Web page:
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Straight from the Specialists

Afghanistan: Negotiating while withdrawing is poor strategy

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(The views expressed in this column are the author’s own and do not represent those of Reuters)

In the wake of a U.S. Army staff sergeant’s murdering 16 Afghan civilians (mostly women and children), U.S. officials are contemplating the pace and scope of the U.S. troop drawdown from the country. At the same time, they are seeking a negotiated settlement with the Taliban leadership. U.S. and NATO Commander in Afghanistan General John Allen said yesterday that he did not foresee an accelerated drawdown of U.S. troops because of the shooting incident, but it is almost inevitable that this terrible tragedy will lead Americans to question the viability of the U.S. mission there.

The first goal of the U.S. Administration should be to demonstrate that it values Afghan lives and will pursue swift justice against the perpetrator of the heinous murders. This will help calm the situation and reassure Afghans the incident is an extreme aberration that will not reoccur.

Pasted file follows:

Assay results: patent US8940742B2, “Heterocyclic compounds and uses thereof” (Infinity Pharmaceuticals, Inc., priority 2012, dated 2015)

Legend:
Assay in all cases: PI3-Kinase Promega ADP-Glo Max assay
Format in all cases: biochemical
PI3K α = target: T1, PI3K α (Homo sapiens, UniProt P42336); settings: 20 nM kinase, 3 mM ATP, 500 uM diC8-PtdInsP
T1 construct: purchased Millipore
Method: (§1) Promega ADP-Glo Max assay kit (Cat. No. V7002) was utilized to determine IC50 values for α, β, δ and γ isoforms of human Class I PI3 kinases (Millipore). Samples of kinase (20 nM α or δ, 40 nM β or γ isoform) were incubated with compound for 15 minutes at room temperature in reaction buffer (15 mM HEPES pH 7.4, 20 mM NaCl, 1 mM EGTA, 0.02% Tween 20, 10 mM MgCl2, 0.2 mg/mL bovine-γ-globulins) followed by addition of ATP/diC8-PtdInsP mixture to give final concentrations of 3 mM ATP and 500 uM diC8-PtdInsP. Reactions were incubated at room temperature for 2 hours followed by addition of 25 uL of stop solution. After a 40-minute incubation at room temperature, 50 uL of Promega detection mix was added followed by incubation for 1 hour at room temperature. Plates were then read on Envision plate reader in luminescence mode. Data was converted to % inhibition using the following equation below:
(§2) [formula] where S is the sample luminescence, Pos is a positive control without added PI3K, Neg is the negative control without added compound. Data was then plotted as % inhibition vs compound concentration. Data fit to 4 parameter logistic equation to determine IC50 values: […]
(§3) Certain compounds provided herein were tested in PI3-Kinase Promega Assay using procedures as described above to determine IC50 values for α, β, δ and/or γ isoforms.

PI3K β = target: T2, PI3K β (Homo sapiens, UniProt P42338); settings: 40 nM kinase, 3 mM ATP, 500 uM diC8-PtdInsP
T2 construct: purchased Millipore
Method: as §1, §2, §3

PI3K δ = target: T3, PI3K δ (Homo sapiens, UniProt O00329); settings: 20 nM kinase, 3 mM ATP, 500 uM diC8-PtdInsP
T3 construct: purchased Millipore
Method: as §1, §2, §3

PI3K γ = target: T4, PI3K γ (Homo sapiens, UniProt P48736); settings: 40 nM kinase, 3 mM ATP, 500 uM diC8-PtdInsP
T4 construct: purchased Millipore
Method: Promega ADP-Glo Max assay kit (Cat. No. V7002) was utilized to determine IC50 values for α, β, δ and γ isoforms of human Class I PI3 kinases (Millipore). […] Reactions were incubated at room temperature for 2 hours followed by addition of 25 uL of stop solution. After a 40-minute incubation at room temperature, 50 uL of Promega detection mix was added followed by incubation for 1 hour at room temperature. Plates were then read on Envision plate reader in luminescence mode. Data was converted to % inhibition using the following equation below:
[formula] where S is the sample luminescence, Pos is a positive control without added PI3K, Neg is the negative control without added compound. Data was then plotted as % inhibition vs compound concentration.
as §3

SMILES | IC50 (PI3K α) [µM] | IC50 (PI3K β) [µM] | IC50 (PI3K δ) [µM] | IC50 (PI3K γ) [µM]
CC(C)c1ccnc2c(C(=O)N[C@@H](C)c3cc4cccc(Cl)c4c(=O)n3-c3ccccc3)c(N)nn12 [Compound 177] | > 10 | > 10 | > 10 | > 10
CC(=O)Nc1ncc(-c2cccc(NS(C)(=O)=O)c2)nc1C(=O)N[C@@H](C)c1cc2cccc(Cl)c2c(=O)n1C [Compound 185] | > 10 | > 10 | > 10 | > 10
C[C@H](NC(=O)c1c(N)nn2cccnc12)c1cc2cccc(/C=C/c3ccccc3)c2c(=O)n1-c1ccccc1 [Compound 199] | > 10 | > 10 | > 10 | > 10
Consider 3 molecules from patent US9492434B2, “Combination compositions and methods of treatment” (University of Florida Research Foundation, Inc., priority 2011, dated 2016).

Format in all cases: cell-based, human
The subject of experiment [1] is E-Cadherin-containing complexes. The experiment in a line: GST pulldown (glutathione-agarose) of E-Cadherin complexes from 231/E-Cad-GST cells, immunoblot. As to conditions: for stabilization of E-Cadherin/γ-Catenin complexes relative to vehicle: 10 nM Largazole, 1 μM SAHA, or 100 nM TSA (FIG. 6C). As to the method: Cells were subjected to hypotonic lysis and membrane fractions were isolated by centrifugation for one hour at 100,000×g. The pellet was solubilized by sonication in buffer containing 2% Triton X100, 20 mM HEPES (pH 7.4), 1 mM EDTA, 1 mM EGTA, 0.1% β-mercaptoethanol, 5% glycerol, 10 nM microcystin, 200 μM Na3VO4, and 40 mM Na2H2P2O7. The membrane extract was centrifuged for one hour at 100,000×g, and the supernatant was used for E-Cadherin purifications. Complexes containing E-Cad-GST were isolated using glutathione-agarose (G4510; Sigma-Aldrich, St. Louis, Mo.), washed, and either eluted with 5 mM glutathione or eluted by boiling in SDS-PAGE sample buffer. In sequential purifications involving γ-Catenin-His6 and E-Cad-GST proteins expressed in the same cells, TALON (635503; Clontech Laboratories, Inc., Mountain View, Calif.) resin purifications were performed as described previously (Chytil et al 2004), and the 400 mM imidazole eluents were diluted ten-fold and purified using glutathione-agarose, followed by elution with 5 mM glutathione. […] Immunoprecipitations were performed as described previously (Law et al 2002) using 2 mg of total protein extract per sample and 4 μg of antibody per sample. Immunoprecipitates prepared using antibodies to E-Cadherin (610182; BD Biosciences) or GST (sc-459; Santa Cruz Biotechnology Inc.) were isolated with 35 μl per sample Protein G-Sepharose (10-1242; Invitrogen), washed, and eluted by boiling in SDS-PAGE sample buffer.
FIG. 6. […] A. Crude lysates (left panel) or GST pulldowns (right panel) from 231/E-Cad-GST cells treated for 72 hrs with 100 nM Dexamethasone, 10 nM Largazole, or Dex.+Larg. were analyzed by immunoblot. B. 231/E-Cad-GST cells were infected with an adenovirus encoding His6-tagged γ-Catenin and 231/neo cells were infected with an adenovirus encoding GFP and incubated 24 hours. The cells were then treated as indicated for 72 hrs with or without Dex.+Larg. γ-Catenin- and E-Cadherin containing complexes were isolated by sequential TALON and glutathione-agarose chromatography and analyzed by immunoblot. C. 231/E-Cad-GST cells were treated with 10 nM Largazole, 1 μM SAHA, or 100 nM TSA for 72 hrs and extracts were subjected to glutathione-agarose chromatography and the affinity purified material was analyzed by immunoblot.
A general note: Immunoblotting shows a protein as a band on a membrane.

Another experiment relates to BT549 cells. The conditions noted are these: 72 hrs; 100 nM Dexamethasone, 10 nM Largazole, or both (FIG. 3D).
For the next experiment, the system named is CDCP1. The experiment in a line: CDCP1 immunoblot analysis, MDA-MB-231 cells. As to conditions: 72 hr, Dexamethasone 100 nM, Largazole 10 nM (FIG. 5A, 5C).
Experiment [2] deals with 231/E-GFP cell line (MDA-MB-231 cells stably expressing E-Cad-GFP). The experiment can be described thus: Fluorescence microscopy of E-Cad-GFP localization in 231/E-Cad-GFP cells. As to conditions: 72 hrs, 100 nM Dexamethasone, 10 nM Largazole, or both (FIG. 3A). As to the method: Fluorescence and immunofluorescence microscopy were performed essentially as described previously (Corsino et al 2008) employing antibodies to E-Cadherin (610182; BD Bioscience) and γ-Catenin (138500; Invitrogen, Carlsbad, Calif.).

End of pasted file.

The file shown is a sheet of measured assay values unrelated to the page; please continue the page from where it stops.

The U.S. must not base its Afghan strategy around this one terrible incident. As tempting as it may be to view the current troubles in Afghanistan as an excuse to cut and run, U.S. leaders must recognise that such a decision would be irresponsible and lead to greater dangers for the U.S. and the Afghans. Instead, the U.S. and Afghan authorities must double down on their efforts to improve the partnership and show unity of purpose.

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